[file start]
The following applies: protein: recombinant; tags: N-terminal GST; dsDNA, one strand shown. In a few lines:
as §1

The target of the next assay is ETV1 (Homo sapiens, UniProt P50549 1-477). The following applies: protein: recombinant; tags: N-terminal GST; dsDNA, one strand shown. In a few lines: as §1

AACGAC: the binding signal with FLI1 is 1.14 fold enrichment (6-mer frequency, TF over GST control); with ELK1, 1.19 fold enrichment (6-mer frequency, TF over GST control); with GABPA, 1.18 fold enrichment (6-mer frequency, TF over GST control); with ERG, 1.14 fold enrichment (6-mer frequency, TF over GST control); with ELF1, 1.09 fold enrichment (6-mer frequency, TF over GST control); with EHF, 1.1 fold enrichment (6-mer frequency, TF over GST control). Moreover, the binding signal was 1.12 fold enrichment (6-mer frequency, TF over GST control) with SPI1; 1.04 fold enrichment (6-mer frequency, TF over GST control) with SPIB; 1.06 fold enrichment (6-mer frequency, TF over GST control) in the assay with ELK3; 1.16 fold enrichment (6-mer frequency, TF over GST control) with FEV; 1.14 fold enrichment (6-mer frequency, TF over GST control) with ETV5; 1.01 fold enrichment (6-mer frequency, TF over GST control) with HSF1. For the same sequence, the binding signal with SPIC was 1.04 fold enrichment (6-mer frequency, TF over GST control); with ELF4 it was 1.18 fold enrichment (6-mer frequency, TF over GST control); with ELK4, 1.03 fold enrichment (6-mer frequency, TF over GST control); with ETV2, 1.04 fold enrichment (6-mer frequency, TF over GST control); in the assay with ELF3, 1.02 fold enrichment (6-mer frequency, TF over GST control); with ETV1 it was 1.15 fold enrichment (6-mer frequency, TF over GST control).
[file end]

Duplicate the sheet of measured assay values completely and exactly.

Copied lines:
The following applies: protein: recombinant; tags: N-terminal GST; dsDNA, one strand shown. In a few lines:
as §1

The target of the next assay is ETV1 (Homo sapiens, UniProt P50549 1-477). The following applies: protein: recombinant; tags: N-terminal GST; dsDNA, one strand shown. In a few lines: as §1

AACGAC: the binding signal with FLI1 is 1.14 fold enrichment (6-mer frequency, TF over GST control); with ELK1, 1.19 fold enrichment (6-mer frequency, TF over GST control); with GABPA, 1.18 fold enrichment (6-mer frequency, TF over GST control); with ERG, 1.14 fold enrichment (6-mer frequency, TF over GST control); with ELF1, 1.09 fold enrichment (6-mer frequency, TF over GST control); with EHF, 1.1 fold enrichment (6-mer frequency, TF over GST control). Moreover, the binding signal was 1.12 fold enrichment (6-mer frequency, TF over GST control) with SPI1; 1.04 fold enrichment (6-mer frequency, TF over GST control) with SPIB; 1.06 fold enrichment (6-mer frequency, TF over GST control) in the assay with ELK3; 1.16 fold enrichment (6-mer frequency, TF over GST control) with FEV; 1.14 fold enrichment (6-mer frequency, TF over GST control) with ETV5; 1.01 fold enrichment (6-mer frequency, TF over GST control) with HSF1. For the same sequence, the binding signal with SPIC was 1.04 fold enrichment (6-mer frequency, TF over GST control); with ELF4 it was 1.18 fold enrichment (6-mer frequency, TF over GST control); with ELK4, 1.03 fold enrichment (6-mer frequency, TF over GST control); with ETV2, 1.04 fold enrichment (6-mer frequency, TF over GST control); in the assay with ELF3, 1.02 fold enrichment (6-mer frequency, TF over GST control); with ETV1 it was 1.15 fold enrichment (6-mer frequency, TF over GST control).